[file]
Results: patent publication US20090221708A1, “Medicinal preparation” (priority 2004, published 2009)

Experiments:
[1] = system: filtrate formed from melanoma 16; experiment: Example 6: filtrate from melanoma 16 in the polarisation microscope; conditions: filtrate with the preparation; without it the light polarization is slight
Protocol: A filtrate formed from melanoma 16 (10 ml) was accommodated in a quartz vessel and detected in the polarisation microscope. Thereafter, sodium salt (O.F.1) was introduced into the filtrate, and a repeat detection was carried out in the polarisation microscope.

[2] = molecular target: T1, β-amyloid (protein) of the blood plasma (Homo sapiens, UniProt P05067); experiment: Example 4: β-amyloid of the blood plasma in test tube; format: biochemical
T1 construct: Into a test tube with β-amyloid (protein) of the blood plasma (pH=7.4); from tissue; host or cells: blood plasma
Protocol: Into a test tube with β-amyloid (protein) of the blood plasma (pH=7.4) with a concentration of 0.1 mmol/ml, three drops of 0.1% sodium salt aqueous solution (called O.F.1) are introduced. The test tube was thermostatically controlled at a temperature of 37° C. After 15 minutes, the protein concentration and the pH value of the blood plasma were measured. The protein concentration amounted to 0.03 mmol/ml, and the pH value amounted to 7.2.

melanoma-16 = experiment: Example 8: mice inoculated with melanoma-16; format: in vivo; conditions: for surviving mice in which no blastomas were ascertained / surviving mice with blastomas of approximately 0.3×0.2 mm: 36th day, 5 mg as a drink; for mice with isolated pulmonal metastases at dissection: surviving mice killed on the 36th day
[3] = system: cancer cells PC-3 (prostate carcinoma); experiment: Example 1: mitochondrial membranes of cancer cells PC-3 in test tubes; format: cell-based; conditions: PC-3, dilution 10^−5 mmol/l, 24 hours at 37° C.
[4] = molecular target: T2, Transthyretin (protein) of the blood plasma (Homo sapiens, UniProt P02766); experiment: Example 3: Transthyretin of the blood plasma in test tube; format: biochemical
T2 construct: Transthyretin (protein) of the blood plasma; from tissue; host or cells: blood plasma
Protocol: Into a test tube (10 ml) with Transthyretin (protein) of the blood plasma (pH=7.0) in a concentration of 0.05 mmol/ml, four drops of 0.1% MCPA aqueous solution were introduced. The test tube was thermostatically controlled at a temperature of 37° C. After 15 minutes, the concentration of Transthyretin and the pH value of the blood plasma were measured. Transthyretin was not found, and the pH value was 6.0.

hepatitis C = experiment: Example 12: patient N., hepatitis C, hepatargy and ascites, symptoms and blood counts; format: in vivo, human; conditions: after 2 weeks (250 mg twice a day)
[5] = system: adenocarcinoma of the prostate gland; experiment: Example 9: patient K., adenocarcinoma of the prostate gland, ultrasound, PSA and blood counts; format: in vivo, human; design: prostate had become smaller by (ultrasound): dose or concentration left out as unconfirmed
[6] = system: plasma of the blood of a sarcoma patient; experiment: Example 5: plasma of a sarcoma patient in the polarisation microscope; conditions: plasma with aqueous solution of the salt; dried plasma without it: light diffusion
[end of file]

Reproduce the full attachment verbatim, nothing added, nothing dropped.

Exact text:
Results: patent publication US20090221708A1, “Medicinal preparation” (priority 2004, published 2009)

Experiments:
[1] = system: filtrate formed from melanoma 16; experiment: Example 6: filtrate from melanoma 16 in the polarisation microscope; conditions: filtrate with the preparation; without it the light polarization is slight
Protocol: A filtrate formed from melanoma 16 (10 ml) was accommodated in a quartz vessel and detected in the polarisation microscope. Thereafter, sodium salt (O.F.1) was introduced into the filtrate, and a repeat detection was carried out in the polarisation microscope.

[2] = molecular target: T1, β-amyloid (protein) of the blood plasma (Homo sapiens, UniProt P05067); experiment: Example 4: β-amyloid of the blood plasma in test tube; format: biochemical
T1 construct: Into a test tube with β-amyloid (protein) of the blood plasma (pH=7.4); from tissue; host or cells: blood plasma
Protocol: Into a test tube with β-amyloid (protein) of the blood plasma (pH=7.4) with a concentration of 0.1 mmol/ml, three drops of 0.1% sodium salt aqueous solution (called O.F.1) are introduced. The test tube was thermostatically controlled at a temperature of 37° C. After 15 minutes, the protein concentration and the pH value of the blood plasma were measured. The protein concentration amounted to 0.03 mmol/ml, and the pH value amounted to 7.2.

melanoma-16 = experiment: Example 8: mice inoculated with melanoma-16; format: in vivo; conditions: for surviving mice in which no blastomas were ascertained / surviving mice with blastomas of approximately 0.3×0.2 mm: 36th day, 5 mg as a drink; for mice with isolated pulmonal metastases at dissection: surviving mice killed on the 36th day
[3] = system: cancer cells PC-3 (prostate carcinoma); experiment: Example 1: mitochondrial membranes of cancer cells PC-3 in test tubes; format: cell-based; conditions: PC-3, dilution 10^−5 mmol/l, 24 hours at 37° C.
[4] = molecular target: T2, Transthyretin (protein) of the blood plasma (Homo sapiens, UniProt P02766); experiment: Example 3: Transthyretin of the blood plasma in test tube; format: biochemical
T2 construct: Transthyretin (protein) of the blood plasma; from tissue; host or cells: blood plasma
Protocol: Into a test tube (10 ml) with Transthyretin (protein) of the blood plasma (pH=7.0) in a concentration of 0.05 mmol/ml, four drops of 0.1% MCPA aqueous solution were introduced. The test tube was thermostatically controlled at a temperature of 37° C. After 15 minutes, the concentration of Transthyretin and the pH value of the blood plasma were measured. Transthyretin was not found, and the pH value was 6.0.

hepatitis C = experiment: Example 12: patient N., hepatitis C, hepatargy and ascites, symptoms and blood counts; format: in vivo, human; conditions: after 2 weeks (250 mg twice a day)
[5] = system: adenocarcinoma of the prostate gland; experiment: Example 9: patient K., adenocarcinoma of the prostate gland, ultrasound, PSA and blood counts; format: in vivo, human; design: prostate had become smaller by (ultrasound): dose or concentration left out as unconfirmed
[6] = system: plasma of the blood of a sarcoma patient; experiment: Example 5: plasma of a sarcoma patient in the polarisation microscope; conditions: plasma with aqueous solution of the salt; dried plasma without it: light diffusion